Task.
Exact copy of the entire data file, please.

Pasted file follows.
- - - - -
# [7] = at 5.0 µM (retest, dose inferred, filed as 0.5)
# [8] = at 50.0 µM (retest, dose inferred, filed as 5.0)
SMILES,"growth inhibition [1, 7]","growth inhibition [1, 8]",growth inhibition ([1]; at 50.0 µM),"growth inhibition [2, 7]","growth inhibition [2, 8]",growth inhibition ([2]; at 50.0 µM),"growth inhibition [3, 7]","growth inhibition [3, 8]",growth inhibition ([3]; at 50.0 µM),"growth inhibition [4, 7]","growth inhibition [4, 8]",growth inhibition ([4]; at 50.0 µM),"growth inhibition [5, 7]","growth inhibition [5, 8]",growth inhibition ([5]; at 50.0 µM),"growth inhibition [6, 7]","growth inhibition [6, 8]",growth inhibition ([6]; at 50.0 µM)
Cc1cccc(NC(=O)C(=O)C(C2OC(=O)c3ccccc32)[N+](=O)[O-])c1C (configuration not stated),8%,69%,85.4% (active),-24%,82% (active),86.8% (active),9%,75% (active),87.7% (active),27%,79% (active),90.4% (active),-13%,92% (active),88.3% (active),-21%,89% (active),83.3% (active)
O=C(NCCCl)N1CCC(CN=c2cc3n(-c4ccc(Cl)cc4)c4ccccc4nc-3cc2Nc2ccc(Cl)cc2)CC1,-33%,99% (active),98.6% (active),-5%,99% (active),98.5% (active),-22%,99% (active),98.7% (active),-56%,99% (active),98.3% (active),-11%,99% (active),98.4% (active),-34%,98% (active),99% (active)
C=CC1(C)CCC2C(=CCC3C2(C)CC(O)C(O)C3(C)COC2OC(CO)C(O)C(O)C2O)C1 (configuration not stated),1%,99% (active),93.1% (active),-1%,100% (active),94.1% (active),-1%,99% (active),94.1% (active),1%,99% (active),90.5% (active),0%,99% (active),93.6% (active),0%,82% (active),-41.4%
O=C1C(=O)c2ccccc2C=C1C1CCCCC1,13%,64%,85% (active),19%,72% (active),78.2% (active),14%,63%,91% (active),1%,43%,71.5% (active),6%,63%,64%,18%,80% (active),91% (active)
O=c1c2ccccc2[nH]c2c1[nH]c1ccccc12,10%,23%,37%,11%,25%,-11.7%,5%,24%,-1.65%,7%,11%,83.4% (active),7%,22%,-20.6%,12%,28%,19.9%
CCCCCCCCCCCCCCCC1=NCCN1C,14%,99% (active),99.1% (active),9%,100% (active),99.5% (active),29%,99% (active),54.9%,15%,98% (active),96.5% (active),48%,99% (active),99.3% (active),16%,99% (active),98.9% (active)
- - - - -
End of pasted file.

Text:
# [7] = at 5.0 µM (retest, dose inferred, filed as 0.5)
# [8] = at 50.0 µM (retest, dose inferred, filed as 5.0)
SMILES,"growth inhibition [1, 7]","growth inhibition [1, 8]",growth inhibition ([1]; at 50.0 µM),"growth inhibition [2, 7]","growth inhibition [2, 8]",growth inhibition ([2]; at 50.0 µM),"growth inhibition [3, 7]","growth inhibition [3, 8]",growth inhibition ([3]; at 50.0 µM),"growth inhibition [4, 7]","growth inhibition [4, 8]",growth inhibition ([4]; at 50.0 µM),"growth inhibition [5, 7]","growth inhibition [5, 8]",growth inhibition ([5]; at 50.0 µM),"growth inhibition [6, 7]","growth inhibition [6, 8]",growth inhibition ([6]; at 50.0 µM)
Cc1cccc(NC(=O)C(=O)C(C2OC(=O)c3ccccc32)[N+](=O)[O-])c1C (configuration not stated),8%,69%,85.4% (active),-24%,82% (active),86.8% (active),9%,75% (active),87.7% (active),27%,79% (active),90.4% (active),-13%,92% (active),88.3% (active),-21%,89% (active),83.3% (active)
O=C(NCCCl)N1CCC(CN=c2cc3n(-c4ccc(Cl)cc4)c4ccccc4nc-3cc2Nc2ccc(Cl)cc2)CC1,-33%,99% (active),98.6% (active),-5%,99% (active),98.5% (active),-22%,99% (active),98.7% (active),-56%,99% (active),98.3% (active),-11%,99% (active),98.4% (active),-34%,98% (active),99% (active)
C=CC1(C)CCC2C(=CCC3C2(C)CC(O)C(O)C3(C)COC2OC(CO)C(O)C(O)C2O)C1 (configuration not stated),1%,99% (active),93.1% (active),-1%,100% (active),94.1% (active),-1%,99% (active),94.1% (active),1%,99% (active),90.5% (active),0%,99% (active),93.6% (active),0%,82% (active),-41.4%
O=C1C(=O)c2ccccc2C=C1C1CCCCC1,13%,64%,85% (active),19%,72% (active),78.2% (active),14%,63%,91% (active),1%,43%,71.5% (active),6%,63%,64%,18%,80% (active),91% (active)
O=c1c2ccccc2[nH]c2c1[nH]c1ccccc12,10%,23%,37%,11%,25%,-11.7%,5%,24%,-1.65%,7%,11%,83.4% (active),7%,22%,-20.6%,12%,28%,19.9%
CCCCCCCCCCCCCCCC1=NCCN1C,14%,99% (active),99.1% (active),9%,100% (active),99.5% (active),29%,99% (active),54.9%,15%,98% (active),96.5% (active),48%,99% (active),99.3% (active),16%,99% (active),98.9% (active)